- A team at UMass Amherst recently sequenced the genome of the Canadian lynx.
- It's part of a project intending to sequence the genome of every vertebrate in the world.
- Conservationists interested in the Canadian lynx have a new tool to work with.
If you want to know what makes a Canadian lynx a Canadian lynx, I can now—as of this month—point you directly to the DNA of a Canadian lynx, and say, "That's what makes a lynx a lynx." The genome was sequenced by a team at UMass Amherst, and it's one of 15 animals whose genomes have been sequenced by the Vertebrate Genomes Project, whose stated goal is to sequence the genome of all 66,000 vertebrate species in the world.
Sequencing the genome of a particular species of an animal is important in terms of preserving genetic diversity. Future generations don't necessarily have to worry about our memory of the Canadian Lynx warping the way hearsay warped perception a long time ago.
Artwork: Guillaume le Clerc / Wikimedia Commons
13th-century fantastical depiction of an elephant.
It is easy to see how one can look at 66,000 genomic sequences stored away as being the analogous equivalent of the Svalbard Global Seed Vault. It is a potential tool for future conservationists.
But what are the practicalities of sequencing the genome of a lynx beyond engaging with broad bioethical questions? As the animal's habitat shrinks and Earth warms, the Canadian lynx is demonstrating less genetic diversity. Cross-breeding with bobcats in some portions of the lynx's habitat also represents a challenge to the lynx's genetic makeup. The two themselves are also linked: warming climates could drive Canadian lynxes to cross-breed with bobcats.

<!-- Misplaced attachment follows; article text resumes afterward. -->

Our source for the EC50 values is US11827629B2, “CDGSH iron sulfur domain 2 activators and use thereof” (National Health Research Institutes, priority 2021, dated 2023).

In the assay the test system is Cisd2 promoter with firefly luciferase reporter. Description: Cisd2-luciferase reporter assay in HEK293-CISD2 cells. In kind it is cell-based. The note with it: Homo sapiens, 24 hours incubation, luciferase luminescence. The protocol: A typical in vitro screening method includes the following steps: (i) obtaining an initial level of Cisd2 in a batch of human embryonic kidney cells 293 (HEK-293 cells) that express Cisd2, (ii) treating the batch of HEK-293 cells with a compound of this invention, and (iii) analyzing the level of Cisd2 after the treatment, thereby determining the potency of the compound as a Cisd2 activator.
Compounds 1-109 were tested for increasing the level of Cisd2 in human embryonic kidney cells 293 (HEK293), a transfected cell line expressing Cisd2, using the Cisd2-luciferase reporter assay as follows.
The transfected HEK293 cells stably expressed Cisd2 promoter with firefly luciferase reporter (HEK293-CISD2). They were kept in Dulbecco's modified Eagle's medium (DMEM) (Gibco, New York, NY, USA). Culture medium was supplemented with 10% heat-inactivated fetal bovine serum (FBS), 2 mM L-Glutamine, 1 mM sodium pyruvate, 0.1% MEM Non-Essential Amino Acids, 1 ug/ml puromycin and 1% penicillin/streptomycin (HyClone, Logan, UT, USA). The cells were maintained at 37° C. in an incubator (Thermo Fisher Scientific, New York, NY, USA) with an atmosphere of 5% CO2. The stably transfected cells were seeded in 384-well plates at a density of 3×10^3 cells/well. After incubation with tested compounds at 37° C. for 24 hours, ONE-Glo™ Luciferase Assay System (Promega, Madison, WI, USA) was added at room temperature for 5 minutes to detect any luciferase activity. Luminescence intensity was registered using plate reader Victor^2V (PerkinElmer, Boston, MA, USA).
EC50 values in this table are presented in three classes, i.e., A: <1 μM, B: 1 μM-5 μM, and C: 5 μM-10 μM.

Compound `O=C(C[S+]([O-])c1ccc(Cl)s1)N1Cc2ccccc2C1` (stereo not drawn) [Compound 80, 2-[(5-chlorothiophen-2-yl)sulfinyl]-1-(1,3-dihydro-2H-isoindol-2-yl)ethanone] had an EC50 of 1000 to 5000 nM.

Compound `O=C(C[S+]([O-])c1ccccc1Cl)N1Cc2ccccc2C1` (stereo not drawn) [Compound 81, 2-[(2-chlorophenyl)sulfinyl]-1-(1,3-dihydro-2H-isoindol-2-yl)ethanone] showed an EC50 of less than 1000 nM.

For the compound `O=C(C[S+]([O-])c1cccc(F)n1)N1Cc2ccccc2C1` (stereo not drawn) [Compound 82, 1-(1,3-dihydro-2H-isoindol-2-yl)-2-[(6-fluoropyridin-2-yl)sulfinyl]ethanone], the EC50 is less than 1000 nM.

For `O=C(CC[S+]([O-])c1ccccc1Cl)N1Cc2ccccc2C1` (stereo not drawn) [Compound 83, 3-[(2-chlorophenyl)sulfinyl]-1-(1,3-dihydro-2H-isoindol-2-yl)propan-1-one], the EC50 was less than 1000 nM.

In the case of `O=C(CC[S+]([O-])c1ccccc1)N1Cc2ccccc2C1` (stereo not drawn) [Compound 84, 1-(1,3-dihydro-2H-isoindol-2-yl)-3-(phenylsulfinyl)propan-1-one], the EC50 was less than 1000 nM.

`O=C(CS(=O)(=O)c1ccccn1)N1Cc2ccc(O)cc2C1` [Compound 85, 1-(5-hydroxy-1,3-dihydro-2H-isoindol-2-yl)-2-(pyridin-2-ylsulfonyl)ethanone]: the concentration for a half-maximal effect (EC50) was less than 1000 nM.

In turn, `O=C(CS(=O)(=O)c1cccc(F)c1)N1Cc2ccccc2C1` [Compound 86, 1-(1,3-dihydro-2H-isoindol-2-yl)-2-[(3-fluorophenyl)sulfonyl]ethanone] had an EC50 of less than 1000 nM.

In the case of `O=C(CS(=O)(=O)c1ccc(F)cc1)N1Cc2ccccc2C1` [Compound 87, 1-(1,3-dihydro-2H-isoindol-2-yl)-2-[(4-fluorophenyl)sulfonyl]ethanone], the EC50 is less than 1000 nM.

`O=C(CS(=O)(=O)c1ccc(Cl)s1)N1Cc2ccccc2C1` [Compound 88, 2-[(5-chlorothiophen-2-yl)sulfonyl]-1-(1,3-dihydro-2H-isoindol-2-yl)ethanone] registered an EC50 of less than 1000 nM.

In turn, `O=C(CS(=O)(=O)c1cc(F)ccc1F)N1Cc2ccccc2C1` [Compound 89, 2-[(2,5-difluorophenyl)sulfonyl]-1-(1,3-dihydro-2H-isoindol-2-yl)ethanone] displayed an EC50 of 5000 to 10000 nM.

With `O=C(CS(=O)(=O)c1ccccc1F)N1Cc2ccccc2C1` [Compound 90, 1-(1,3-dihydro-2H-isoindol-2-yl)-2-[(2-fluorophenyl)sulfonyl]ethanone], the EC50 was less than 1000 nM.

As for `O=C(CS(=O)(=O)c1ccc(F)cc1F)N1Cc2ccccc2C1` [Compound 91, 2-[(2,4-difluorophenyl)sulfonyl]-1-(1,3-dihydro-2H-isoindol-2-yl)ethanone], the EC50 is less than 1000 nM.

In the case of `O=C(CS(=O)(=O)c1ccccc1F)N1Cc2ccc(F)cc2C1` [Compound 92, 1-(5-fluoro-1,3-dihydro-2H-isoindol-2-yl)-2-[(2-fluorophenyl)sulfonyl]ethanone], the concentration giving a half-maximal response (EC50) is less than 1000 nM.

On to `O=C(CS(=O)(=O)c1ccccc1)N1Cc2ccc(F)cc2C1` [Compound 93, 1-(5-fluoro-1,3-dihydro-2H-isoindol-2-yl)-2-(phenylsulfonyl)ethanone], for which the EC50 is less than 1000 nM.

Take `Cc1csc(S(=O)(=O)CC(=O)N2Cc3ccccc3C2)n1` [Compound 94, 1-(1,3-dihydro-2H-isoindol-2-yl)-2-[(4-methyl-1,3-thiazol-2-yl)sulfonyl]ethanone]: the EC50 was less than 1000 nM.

John Organ, chief of the U.S. Geological Survey's Cooperative Fish and Wildlife units, said to MassLive that the results of the sequencing "can help us look at land conservation strategies to help maintain lynx on the landscape."
What does DNA have to do with land conservation strategies? Consider the fact that the food found in a landscape, the toxins found in a landscape, or the exposure to drugs can have an impact on genetic activity. That potential change can be transmitted down the generative line. If you know exactly how a lynx's DNA is impacted by something, then the environment they occupy can be fine-tuned to meet the needs of the lynx and any other creature that happens to inhabit that particular portion of the earth.
Given that the Trump administration is considering withdrawing protection for the Canadian lynx, a move that caught scientists by surprise, it is worth having as much information on hand as possible for those who have an interest in preserving the health of this creature—all the way down to the building blocks of a lynx's life.
The exploding popularity of the keto diet puts a less used veggie into the spotlight.
- The cauliflower is a vegetable of choice if you're on the keto diet.
- The plant is low in carbs and can replace potatoes, rice and pasta.
- It can be eaten both raw and cooked for different benefits.
SMARTER FASTER trademarks owned by The Big Think, Inc. All rights reserved.